Historic Flight Foundation Provides a Unique Glimpse Into Aviation’s Golden Age
Bringing the Planes to the People
Enthusiasts might be excused for thinking that HFF’s proximity practices are somewhat unorthodox. Allowing anyone who can pony up a few bucks for admission to get that close to extremely expensive and rare aircraft is risky. But it’s one of the ways HFF is changing the way the experience works. “If you’re going to [fully] appreciate the restoration . . . [and] maximize the education and the inspiration,” says Sessions, “[then] you need to get close and see what this is all about.” The name of the game at HFF is trust, and 2010 has shown the staff that visitors can be trusted to respect the heritage.
In addition to their on-base shows, HFF puts a special emphasis on bringing the planes out to the people, participating in air shows around the Pacific Northwest and in British Columbia. Artifacts have flown at major shows like Joint Base Lewis-McChord’s Air Expo and in smaller shows like the Olympic Airshow in Olympia, Wash. The Foundation will typically send at least one aircraft—Grumpy and Impatient Virgin are the most popular—to wow the crowds and show off the skill of the pilots and the grace of the plane.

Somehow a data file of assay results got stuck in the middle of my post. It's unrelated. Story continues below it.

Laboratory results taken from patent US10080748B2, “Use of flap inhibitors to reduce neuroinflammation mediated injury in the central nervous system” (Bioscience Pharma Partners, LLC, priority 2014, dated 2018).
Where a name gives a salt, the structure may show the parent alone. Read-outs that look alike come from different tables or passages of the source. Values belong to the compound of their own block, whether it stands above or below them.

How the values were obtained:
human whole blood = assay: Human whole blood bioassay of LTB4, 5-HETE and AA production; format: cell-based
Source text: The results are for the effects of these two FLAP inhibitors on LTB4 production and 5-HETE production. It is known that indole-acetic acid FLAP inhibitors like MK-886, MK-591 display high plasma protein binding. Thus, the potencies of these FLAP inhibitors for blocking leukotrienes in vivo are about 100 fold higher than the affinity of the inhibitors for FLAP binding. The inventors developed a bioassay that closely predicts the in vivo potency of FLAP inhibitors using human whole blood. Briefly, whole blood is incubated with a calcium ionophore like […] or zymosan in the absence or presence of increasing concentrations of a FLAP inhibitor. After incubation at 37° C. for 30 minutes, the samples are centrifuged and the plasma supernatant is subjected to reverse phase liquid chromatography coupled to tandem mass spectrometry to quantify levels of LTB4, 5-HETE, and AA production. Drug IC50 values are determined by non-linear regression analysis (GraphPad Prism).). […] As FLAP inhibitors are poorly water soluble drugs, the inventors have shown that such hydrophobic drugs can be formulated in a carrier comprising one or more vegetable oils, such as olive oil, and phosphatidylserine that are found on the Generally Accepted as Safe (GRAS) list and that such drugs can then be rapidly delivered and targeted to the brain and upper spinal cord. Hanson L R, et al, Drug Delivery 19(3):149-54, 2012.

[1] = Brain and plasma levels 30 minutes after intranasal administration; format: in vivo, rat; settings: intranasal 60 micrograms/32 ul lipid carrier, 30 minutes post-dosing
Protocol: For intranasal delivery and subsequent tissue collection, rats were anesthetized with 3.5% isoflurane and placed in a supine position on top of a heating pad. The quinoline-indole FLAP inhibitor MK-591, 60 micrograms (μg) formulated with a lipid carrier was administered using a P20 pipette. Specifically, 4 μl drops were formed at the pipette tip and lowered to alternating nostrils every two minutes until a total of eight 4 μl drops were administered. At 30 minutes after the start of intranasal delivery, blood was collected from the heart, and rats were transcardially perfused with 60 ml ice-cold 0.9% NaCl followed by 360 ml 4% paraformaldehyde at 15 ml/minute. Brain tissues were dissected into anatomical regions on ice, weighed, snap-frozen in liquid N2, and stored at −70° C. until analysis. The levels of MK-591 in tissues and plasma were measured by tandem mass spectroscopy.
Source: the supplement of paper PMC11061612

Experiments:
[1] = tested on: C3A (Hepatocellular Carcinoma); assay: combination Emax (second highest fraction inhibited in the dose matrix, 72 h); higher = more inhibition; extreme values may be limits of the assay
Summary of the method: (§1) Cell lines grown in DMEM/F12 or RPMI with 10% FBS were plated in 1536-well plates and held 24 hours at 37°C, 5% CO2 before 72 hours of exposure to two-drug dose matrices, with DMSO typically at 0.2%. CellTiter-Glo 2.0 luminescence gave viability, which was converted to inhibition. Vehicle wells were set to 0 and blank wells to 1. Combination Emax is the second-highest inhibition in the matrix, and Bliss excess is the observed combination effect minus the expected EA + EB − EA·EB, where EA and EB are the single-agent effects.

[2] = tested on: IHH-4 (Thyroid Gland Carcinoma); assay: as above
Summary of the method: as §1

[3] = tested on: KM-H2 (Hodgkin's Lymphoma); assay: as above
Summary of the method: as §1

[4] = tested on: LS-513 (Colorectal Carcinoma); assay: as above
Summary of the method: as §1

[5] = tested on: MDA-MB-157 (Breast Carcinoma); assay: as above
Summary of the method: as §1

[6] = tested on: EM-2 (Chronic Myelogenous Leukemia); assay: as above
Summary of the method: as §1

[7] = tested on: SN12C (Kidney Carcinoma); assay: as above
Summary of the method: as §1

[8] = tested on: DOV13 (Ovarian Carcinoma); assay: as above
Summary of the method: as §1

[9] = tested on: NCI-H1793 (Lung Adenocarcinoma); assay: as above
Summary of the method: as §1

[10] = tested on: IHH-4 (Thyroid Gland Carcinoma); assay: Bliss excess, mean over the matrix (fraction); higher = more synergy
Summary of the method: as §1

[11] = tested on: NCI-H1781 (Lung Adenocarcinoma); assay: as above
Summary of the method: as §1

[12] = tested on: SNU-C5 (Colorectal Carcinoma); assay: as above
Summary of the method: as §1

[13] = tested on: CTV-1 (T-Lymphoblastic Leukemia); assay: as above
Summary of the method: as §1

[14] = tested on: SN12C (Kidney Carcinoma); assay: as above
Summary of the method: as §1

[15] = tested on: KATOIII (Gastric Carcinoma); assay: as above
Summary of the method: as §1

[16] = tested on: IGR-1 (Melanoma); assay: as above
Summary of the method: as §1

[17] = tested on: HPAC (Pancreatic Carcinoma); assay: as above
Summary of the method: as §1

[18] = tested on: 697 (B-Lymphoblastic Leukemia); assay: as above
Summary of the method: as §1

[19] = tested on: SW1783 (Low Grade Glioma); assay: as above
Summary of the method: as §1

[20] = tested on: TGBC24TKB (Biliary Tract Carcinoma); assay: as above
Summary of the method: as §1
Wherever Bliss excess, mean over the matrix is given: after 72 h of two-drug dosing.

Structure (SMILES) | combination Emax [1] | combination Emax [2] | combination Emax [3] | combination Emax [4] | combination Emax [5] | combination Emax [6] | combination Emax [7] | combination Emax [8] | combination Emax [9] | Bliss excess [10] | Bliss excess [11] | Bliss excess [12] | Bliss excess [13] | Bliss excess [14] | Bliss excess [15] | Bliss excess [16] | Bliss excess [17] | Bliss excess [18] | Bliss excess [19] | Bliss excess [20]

The pilots aren’t the only ones who can grab a seat and enjoy the ride. If a visitor has some extra money to spend, he or she can take a ride aboard almost everything they fly that has an extra seat. Prices range considerably: it’s several thousand dollars to sit in the back seat of the Tigercat (though I’m told it’s a heck of a ride), but under $200 will purchase a scenic ride around Puget Sound in the Beaver.